Has this F1 legend created the world’s best driver’s car?

The GMA T.50

The McLaren F1 is considered by many to be the best supercar ever made. The man who designed it believes he’s just surpassed it in every way.

Gordon Murray, the designer of Formula 1 championship-winning cars for Brabham and McLaren, has unveiled his latest masterpiece, the Gordon Murray Automotive (GMA) T.50. Having teased elements, including the highly-advanced aerodynamics and purpose-built engine, Murray has taken the wraps off the full design of his all-new supercar.

Like the McLaren F1 the T.50 is a three-seater supercar, with the driver sitting in the middle of the cabin with a passenger each side, powered by a V12 engine, but Murray claims it’s better because it benefits from three decades more experience designing cars and the technological advancement in the industry.

And instead of focusing on setting lap records and top speed runs, Murray says the sole focus of the T.50 is to be the ultimate driver’s car – engaging and free from complexities.

Gordon Murray in his GMA T.50

“Just 100 customers will share my vision, a car created to improve on the F1 formula in every conceivable way,” Murray explained. “With 30 years of technological and systems advancement, now, the time is right to design the greatest analogue driver’s car. I believe no other company could deliver what we will bring to market in 2022, producing this British supercar will be my proudest moment.”

While there’s a family resemblance between the McLaren F1 and the T.50, this new car has been designed entirely by Gordon Murray Automotive; his own design and engineering company established since leaving McLaren. He claims every element of the car is “100 per cent bespoke and crafted by a British company that leads its field.”

The basic specifications of the T.50 are brilliant in their simplicity – a custom-made Cosworth V12 engine paired with a six-speed manual transmission, that sends power to the rear wheels, and housed within a lightweight carbon fibre chassis. The engine makes 485kW of power, which is well down on many modern supercars which boast more than 600kW, but the entire T.50 weighs just 986kg; that’s only 26kg heavier than a Mazda MX-5.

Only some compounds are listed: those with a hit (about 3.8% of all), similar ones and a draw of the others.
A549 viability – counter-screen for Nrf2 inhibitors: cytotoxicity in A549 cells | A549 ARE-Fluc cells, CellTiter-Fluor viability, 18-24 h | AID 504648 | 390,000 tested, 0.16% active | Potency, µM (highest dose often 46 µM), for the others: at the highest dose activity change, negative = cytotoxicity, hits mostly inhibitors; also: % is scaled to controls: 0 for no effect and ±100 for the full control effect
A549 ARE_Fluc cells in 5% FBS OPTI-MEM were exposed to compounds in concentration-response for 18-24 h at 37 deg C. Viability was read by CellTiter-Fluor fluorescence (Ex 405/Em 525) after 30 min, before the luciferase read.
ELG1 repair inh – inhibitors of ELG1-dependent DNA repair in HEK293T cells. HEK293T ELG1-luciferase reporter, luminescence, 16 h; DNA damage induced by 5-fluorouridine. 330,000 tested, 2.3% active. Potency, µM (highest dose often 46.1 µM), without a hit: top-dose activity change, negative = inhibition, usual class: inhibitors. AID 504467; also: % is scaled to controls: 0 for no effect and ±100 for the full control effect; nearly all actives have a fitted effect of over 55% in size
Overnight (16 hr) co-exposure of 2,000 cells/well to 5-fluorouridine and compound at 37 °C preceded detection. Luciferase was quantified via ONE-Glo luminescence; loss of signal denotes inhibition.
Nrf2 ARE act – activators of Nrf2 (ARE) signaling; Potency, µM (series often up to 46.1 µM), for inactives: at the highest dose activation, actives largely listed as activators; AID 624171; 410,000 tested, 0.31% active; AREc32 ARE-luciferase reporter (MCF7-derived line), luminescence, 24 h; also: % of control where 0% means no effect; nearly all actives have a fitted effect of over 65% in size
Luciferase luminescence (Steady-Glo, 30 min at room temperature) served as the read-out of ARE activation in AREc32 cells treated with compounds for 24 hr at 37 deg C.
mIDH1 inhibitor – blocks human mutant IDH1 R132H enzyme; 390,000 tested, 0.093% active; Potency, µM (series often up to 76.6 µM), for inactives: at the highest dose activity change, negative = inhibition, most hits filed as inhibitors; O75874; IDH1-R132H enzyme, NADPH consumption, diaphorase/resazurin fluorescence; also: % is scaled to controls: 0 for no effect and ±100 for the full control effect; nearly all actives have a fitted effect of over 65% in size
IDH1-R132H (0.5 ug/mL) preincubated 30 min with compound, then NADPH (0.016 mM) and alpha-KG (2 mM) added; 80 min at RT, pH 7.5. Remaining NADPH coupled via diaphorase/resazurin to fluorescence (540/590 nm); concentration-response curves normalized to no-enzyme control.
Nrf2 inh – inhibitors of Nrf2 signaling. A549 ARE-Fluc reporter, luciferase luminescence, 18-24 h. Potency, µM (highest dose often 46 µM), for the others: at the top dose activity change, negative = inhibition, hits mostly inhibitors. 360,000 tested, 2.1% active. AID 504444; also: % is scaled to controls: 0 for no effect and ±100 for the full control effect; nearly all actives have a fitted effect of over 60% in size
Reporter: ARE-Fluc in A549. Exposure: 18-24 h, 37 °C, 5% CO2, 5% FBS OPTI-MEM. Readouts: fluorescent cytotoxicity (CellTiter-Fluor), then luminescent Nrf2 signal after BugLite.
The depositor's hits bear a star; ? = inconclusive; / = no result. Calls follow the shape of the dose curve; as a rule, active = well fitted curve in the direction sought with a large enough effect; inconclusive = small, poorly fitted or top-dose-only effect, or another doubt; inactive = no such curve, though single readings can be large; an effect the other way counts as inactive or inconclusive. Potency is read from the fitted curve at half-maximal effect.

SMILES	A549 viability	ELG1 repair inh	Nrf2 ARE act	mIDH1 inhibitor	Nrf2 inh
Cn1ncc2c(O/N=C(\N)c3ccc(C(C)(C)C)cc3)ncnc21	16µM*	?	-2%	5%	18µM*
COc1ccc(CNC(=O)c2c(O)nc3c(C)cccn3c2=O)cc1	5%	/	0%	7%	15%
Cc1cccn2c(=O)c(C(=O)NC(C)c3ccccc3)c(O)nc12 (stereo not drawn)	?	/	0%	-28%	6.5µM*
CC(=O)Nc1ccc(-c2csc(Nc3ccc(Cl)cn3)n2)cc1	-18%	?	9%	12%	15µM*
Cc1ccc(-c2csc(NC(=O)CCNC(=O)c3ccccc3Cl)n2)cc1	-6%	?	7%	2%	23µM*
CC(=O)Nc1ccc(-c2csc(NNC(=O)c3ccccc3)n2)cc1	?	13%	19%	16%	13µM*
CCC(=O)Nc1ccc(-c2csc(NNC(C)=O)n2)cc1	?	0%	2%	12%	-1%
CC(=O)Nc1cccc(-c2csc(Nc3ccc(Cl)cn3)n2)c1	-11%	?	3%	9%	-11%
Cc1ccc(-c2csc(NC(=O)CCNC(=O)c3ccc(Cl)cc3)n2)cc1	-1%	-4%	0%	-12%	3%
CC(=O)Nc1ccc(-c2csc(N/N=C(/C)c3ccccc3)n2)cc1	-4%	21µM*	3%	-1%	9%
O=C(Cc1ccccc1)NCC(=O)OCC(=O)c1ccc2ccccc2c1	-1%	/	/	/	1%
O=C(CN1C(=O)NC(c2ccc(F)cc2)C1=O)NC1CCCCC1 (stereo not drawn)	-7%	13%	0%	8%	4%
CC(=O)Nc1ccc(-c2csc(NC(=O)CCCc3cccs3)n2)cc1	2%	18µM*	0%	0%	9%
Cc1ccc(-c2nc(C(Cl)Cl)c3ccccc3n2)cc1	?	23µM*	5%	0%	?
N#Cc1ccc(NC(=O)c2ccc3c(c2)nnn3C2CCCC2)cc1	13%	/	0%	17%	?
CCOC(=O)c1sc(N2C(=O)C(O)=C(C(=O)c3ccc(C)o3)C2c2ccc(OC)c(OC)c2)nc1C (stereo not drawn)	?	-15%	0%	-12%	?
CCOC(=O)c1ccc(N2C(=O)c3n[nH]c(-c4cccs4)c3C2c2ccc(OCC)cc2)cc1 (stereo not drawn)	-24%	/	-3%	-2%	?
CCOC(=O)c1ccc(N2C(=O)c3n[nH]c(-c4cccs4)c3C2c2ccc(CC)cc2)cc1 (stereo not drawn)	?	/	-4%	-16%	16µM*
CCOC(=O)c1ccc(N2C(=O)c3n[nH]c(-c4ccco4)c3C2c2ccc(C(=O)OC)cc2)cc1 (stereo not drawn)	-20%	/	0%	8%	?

The GMA T.50

Murray believes that the lightweight nature of the car – which informed every design decision – is the key to the car’s performance.

“With the design of our T.50 supercar, we are taking the same focused approach that was applied to the design of the McLaren F1,” he explained. “Thanks to modern materials and 30 years of development, we have been able to deliver a far better all-round car in the T.50, while setting its weight at just 986kg, a full 150kg lighter than the F1.”

The engine itself is a special creation, a collaboration between racing specialists and GMA, because Murray insisted on a naturally-aspirated engine because while turbochargers had performance, they also come with lag and complexity.

GMA claims the engine is “the world’s highest revving, fastest responding, most power dense, and lightest road-going V12.”

The numbers are impressive, peak power is 485kW at a screaming 11,500rpm and maximum torque is 467Nm available at 9000rpm; the engine will rev to 12,100rpm. It reportedly weighs 60kg less than the BMW-built V12 in the F1.